Wearable Art Show Season

October 17, 2015
by Mary Hertert
  • Wearable Art Show Season Mary Hertert Color Creek Fiber Art Unique Custom Fiber Art

Wearable Art Garments

It’s an amazing time of the year as I get ready to show my wearable art garments on a couple of stages and relive an earlier show through video. What I have discovered in this journey towards creating daily art to wear is that there are two types of “creative processes” for me. The first, and how I started, was in creating garments that I call my runway garments. These are my “unwearable wearable art” garments. Creating this type of garment doesn’t involve precise sewing, finished edges or tags and allows me unbridled freedom of imagination and creativity that doesn’t occur when I am making something for the retail market. My Unwearable-Wearable Art is my show-off work with a chance to play without rules or expectations.

Last March 15, my garments – mostly the wearable kind, made it to Carbondale, CO for their Green is the New Black – Underground a wearable art show for designers. The results were a decidedly young feel – cut leather and dark, edgy looks. Underground meant designer garments thrust into rebellion, anti-establishment milieu through dance, music and performance. Although my garments would not necessarily say “dark and edgy” – the staging gave them that feel. Watch for yourself in this delightful video from the show.

 

In designing runway garments, I don’t necessarily go with the theme of the show. I’m happy to have my eclectic pieces walk to their own drumbeat and come alive because there is a story I want to tell. The Day Dreamer series walked the Alaska Fiber Festival Runway in 2010. Three capes and hats transported the wearer into dream universes. It made me laugh to think of a woman sitting in her cubicle with Head in a Cloud or Blowing Bubbles surrounding her. The middle piece – Soaking up Sunbeams was my personal favorite.

Runway garments are not sacred either. When a garment has had its run then it is recycled into something else. Wasp bride has had 4 “morphings” from garment to statue, to bumble bee, back to sculpture before returning to the runway for her (almost) final walk. She has walked the runway a couple more times but now her day is done and the silk fiber will be deconstructed and formed into something else.

2010 The Wasp Bride - Anchorage, AK

Just for the record – I don’t really know how to sew – at least I don’t know how to cut straight or sew straight. I do what I affectionately call – Stitch Sculpting. Each of the Dreamer series garments were created on a bed of chicken wire and the fabric hand stitched and heat distressed into shape. These pieces have each become wall art or other sculpture when their day was done.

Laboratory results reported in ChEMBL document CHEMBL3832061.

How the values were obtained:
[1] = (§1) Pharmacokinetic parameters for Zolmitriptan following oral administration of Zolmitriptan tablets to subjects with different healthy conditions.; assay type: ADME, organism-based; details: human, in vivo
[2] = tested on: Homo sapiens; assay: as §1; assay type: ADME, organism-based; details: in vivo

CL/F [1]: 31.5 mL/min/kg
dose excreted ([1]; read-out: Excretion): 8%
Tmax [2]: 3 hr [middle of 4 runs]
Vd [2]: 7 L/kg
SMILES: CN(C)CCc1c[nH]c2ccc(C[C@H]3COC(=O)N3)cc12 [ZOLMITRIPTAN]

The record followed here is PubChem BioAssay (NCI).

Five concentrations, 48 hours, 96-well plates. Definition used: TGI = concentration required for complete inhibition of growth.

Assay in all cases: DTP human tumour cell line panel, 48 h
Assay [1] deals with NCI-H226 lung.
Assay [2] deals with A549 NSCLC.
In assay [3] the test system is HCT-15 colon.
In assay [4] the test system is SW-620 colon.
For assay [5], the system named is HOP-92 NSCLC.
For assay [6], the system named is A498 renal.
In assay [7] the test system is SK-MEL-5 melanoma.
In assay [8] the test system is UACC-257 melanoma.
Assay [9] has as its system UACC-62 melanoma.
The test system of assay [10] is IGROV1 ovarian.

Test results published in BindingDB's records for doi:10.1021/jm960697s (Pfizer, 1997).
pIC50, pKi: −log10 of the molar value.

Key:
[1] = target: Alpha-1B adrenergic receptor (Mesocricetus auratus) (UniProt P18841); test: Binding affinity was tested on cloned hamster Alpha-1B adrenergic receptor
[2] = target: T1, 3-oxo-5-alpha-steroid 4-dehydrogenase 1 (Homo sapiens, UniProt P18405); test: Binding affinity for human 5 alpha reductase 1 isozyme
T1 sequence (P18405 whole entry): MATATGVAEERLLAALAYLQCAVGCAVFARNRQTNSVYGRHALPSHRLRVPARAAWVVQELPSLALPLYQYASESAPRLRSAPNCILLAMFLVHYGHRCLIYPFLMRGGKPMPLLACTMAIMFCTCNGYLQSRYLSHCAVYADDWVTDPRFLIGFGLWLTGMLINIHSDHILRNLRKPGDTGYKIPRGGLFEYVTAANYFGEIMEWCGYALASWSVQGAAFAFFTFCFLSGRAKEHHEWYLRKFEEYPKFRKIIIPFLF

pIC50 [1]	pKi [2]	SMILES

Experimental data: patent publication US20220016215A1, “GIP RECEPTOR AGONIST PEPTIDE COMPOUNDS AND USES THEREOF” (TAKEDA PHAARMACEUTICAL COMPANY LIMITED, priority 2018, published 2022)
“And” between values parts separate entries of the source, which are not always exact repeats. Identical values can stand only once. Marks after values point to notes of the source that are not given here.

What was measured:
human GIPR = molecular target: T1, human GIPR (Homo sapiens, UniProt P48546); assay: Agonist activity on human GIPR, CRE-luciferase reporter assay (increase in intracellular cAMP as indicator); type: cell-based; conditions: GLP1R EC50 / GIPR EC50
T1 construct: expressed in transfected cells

2010 Head in a Cloud-Daydream series - Anchorage 2010 Soaking up Sunbeams-Daydream series - Anchorage, AK 2010 Blowing Bubbles - Daydreamer series Anchorage AKOLYMPUS DIGITAL CAMERAMary1-sm    

My Projects

I am also a project person. I prefer to have a challenge to work towards whether it be a performance costume or an installation garment. Clothed in the Colors of the Ancients was a garment made specifically for installation along with a Navajo Rug show. It was important to me that whatever I made honored the integrity of the rugs themselves. Clothed was dyed with the plants from the desert – sage, Utah juniper, 3-leafed sumac and rabbit brush. The fabric, wool and silk noil were handstitched and distressed to make the garment look old. The underdress was my Grandmother’s and I rusted it to match the coat. This garment was never actually made to be worn although it has walked in 3 runway shows as well as featured in our local Grand Valley Magazine.

Clothed in the Colors of the Ancients was created for Spin Knit, Stitch as show at the Western Colorado Center for the Arts in Grand Junction CO. Dyed with organic plants collected from the desert embellished and stitched with yucca. Colors of the Ancients as featured by GV Magazine of Grand Junction CO. Photograph by Chad Mahlum    

My wrap up this year included Poe on the Fringe – a local production of dancers and my garments featured in Prospero’s Promenade, Masque of the Red Death and next week’s Artwear Fashion Week in Ft Collins at the Lincoln Center.

Tango Walking Pose-2 smallUnraveled Walking small-2

Without my Unwearable-Wearable Art, I would not have my retail line of clothing. The first pushes the envelope on skill and construction so that I can push my own imagination and design. The retail clothing also carries with it that same creative spirit in the design of the fabric itself. My sewing goes to other people so that they can apply the art skills they know so well. That way, the work is the best it can be but it also does not replicate anyone else. That is truly what drives me.    

15-Butterfly Cape side 14-wool vest-Stitched Shibori       15- Wrap Skirt-Carnival - side  

 

Special thanks to:

Photographers

Chad Mahlum, www.thelifestylephotographystudio.com/,

Vera Mulder, http://herestoallaboutfruita.blogspot.com/ ,

Dave Wadsworth, https://www.flickr.com/photos/dave_wadsworth/

Grand Valley Magazine, http://www.grandvalleymagazine.com/  

 

Locations

Roasted espresso & subs, Grand Junction: http://www.roastedespresso.com/

Willow Creek Herbs & Teas, GJ: Model and location Willow Creek Herbs and Teas – Facebook

Michelle McDowell: Vivid Inspirations, model and graphic designer, https://www.facebook.com/vividinspirations  

 

And lots of models with a lot of patience! Can’t thank you gals enough.

About

Mary Hertert has owned and operated Color Creek Fiber Art since 1997 in Anchorage, Alaska before moving it to Grand Junction. She is an all-around outdoors gal hiking, boating, or just plain looking at everything from rocks to trees to water. Mary has traveled the world and lived in some pretty exotic places before coming back to the U.S.